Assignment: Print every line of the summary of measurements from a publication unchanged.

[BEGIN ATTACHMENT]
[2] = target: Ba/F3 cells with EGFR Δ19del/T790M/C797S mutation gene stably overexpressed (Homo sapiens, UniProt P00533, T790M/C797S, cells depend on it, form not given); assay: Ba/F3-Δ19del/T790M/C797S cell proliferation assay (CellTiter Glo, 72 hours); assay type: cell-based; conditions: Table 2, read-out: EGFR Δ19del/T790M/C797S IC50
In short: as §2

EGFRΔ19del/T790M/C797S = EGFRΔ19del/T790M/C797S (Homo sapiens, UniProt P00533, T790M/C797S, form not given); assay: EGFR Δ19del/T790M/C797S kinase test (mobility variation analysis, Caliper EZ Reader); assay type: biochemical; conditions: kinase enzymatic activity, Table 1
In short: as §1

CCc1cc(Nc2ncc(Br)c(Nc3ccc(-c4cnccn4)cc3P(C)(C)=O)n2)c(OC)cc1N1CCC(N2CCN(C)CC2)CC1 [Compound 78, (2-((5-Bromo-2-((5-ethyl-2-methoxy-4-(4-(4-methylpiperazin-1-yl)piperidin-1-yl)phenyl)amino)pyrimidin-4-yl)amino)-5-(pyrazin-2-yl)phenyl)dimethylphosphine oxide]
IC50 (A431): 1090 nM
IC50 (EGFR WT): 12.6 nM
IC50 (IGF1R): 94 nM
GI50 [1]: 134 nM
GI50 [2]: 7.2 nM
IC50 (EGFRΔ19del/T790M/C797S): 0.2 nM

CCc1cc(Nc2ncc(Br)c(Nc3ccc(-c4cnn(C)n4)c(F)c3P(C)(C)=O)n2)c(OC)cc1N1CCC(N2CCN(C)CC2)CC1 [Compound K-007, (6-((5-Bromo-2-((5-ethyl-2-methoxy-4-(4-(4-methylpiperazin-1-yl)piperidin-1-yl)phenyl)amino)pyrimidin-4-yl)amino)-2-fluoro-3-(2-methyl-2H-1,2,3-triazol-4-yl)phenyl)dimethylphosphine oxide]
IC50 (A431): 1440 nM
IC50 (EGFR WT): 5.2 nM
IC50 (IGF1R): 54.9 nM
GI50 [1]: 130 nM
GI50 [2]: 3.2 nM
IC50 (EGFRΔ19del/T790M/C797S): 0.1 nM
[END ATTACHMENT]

[2] = target: Ba/F3 cells with EGFR Δ19del/T790M/C797S mutation gene stably overexpressed (Homo sapiens, UniProt P00533, T790M/C797S, cells depend on it, form not given); assay: Ba/F3-Δ19del/T790M/C797S cell proliferation assay (CellTiter Glo, 72 hours); assay type: cell-based; conditions: Table 2, read-out: EGFR Δ19del/T790M/C797S IC50
In short: as §2

EGFRΔ19del/T790M/C797S = EGFRΔ19del/T790M/C797S (Homo sapiens, UniProt P00533, T790M/C797S, form not given); assay: EGFR Δ19del/T790M/C797S kinase test (mobility variation analysis, Caliper EZ Reader); assay type: biochemical; conditions: kinase enzymatic activity, Table 1
In short: as §1

CCc1cc(Nc2ncc(Br)c(Nc3ccc(-c4cnccn4)cc3P(C)(C)=O)n2)c(OC)cc1N1CCC(N2CCN(C)CC2)CC1 [Compound 78, (2-((5-Bromo-2-((5-ethyl-2-methoxy-4-(4-(4-methylpiperazin-1-yl)piperidin-1-yl)phenyl)amino)pyrimidin-4-yl)amino)-5-(pyrazin-2-yl)phenyl)dimethylphosphine oxide]
IC50 (A431): 1090 nM
IC50 (EGFR WT): 12.6 nM
IC50 (IGF1R): 94 nM
GI50 [1]: 134 nM
GI50 [2]: 7.2 nM
IC50 (EGFRΔ19del/T790M/C797S): 0.2 nM

CCc1cc(Nc2ncc(Br)c(Nc3ccc(-c4cnn(C)n4)c(F)c3P(C)(C)=O)n2)c(OC)cc1N1CCC(N2CCN(C)CC2)CC1 [Compound K-007, (6-((5-Bromo-2-((5-ethyl-2-methoxy-4-(4-(4-methylpiperazin-1-yl)piperidin-1-yl)phenyl)amino)pyrimidin-4-yl)amino)-2-fluoro-3-(2-methyl-2H-1,2,3-triazol-4-yl)phenyl)dimethylphosphine oxide]
IC50 (A431): 1440 nM
IC50 (EGFR WT): 5.2 nM
IC50 (IGF1R): 54.9 nM
GI50 [1]: 130 nM
GI50 [2]: 3.2 nM
IC50 (EGFRΔ19del/T790M/C797S): 0.1 nM